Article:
What's the quickest (legal) way to get money in a foreign country?

OK. I’m going to ask to draw on collective Doper wisdom on travelling abroad.

I arrived in Quito on Friday, at about 11:00. I had bought all the big, seriously important stuff (binoculars, camera with film, backpack, etc.) in the US and brought it with me. But some of the little, easy-to-get stuff (toiletries, socks, stuff like that) I planned on picking up in Quito. So, as soon as I got in, I decided to do a little shopping, picking up maybe some interesting-looking street food on the way.

Within 4 hours, my wallet had been stolen from my purse. I don’t know quite how it happened, since I had my hand on my purse the whole time while I was walking. But somehow, my wallet disappeared. I still have my passport, immunzation info, and tourist card, so this isn’t a total disaster. But my credit card, debit card, and ISIC (student ID card, also carries some nice other benefits) card are gone.

After many frantic phone calls, I got in touch with Visa International, which is going to issue me a new card and probably some emergency cash. But they can’t do that until they get a bunch of info from my credit union, which isn’t open until Monday.

That means that, from Friday night through at least mid-day Monday (and maybe not until Tuesday or Wednesday, which is when I’m supposed to be leaving Quito), I have no access to cash. None. The banks are closed, so I can’t even try to open a local account in Ecuador with an on-line transfer of money in my bank in the US. Several other people here in my hostel have been robbed–So far, I’ve met two people who’ve been pickpocketed, 2 who’ve been mugged, and one who’s lost a bunch of money from credit card fraud. Those guys are having the same problem I am. (Which makes for a real cheery mood around here, let me tell you.)

At this point, I’ve certainly gotten over the initial shock, but I’m still kind of stuck. And if Visa runs into any problems (and, this being Ecuador, I wouldn’t be suprised if things were delayed or messed up severely), I’ll be screwed. So I appeal to all of you for info–what’s the quickest way to get money when you’re overseas, if all your cards and such are gone? I’ve heard that the Embassy here will do emergency loans for US citizens who’ve been robbed, but they’re not open until Monday. And I know that asking someone to wire money would work OK, only the Western Union offices aren’t open on Sunday–even those offices that proudly advertise that they are.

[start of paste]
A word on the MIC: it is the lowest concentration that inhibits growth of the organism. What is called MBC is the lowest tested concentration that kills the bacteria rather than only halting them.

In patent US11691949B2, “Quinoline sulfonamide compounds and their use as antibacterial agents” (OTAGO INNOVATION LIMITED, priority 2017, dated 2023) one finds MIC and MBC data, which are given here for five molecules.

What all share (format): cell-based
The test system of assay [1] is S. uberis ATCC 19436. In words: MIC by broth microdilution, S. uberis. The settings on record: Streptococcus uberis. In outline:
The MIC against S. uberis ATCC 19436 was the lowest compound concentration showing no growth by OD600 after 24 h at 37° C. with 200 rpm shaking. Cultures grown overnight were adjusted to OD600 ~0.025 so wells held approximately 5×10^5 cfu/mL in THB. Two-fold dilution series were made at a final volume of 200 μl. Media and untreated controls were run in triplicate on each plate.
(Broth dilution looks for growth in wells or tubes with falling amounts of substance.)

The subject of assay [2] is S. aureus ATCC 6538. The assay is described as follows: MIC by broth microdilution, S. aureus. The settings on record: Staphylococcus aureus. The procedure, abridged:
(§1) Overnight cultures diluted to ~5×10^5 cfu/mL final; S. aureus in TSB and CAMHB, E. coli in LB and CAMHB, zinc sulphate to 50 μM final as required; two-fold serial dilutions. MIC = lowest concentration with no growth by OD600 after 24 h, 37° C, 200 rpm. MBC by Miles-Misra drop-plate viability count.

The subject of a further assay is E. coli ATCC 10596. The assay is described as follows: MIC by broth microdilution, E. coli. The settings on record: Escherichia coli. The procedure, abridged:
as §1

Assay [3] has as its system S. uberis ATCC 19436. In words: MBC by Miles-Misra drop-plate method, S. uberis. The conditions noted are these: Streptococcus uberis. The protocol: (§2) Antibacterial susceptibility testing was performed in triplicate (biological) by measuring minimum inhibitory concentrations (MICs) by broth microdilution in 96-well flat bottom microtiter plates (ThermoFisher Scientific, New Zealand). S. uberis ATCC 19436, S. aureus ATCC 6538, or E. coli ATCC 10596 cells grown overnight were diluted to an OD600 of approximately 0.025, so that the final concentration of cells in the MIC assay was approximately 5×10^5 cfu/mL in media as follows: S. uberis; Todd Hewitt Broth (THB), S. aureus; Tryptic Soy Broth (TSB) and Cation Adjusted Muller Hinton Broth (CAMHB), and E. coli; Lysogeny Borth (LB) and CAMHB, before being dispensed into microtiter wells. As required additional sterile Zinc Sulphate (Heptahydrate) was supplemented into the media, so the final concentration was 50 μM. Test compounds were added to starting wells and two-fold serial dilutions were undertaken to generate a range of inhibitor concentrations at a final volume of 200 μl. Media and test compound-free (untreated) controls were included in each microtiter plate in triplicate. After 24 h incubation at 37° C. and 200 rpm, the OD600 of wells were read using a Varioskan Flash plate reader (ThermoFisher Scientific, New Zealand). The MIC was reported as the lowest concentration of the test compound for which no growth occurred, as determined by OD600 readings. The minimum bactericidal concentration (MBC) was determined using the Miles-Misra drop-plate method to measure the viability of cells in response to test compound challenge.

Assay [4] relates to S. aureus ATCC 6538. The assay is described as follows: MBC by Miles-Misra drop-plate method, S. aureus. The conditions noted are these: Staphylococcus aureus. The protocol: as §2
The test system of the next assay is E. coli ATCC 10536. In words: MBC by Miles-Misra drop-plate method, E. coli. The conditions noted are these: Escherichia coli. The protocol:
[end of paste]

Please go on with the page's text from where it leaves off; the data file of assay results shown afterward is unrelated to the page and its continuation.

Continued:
Do you guys have any suggestions? THere are a lot of us here who are getting both hungry and nervous.

Hey Scribble,

Sorry, I don’t have any good advice for you. I hope you get the money situation straightened out, and the rest of your trip is a lot better. Does anyone in the hostel have any connections with any local people who might be able to at least give you a little food to tide you over until Monday?

You’re staying in a hotel, right? Try asking them for some cash and to put it on your bill.

Sorry that happened. I’m not that conversant with US consular affairs, but Canadian Embassies / Consulates around the world can and will front money (to Canadians, sorry again) if you meet certain conditions, such as having a police report, among others.

Maybe you could try the embassy?

Hey, everyone.

Thanks for your suggestions. I ended up getting money from my sister. She used Western Union to beam it to me here in Quito. Amazingly enough, she sent it today, and it arrived this evening. I picked it up and carried the cash to my hostel without incident.

Now I need to settle with Visa International when and how I’m going to get my card. Tomorrow morning, I head off for parts unkown–well, unknown to most mapmakers, at least–on the Rio Napo, past Misahualli. The nearest even semi-big town will be Tena, which will be something like (IIRC) a day’s journey by canoe and bus/guagua/combi away. Then, in a month, I’ll be back in Quito. (I can’t say I love Quito, but if you need to do business stuff–like get your Visa card handed to you personally–Quito is the place to be.) I’ll call Visa and make arrangements to get the card.

In the meantime, the money my sister sent me should be more than enough until I’m back somewhere with regular shops and working (or at least semi-working) electricity.

What kind of purse did you have? I’ve heard that it’s better to have the zippered kind- takes a few more seconds and dexterity for a theif to get in to.

Takes longer for a thief, too.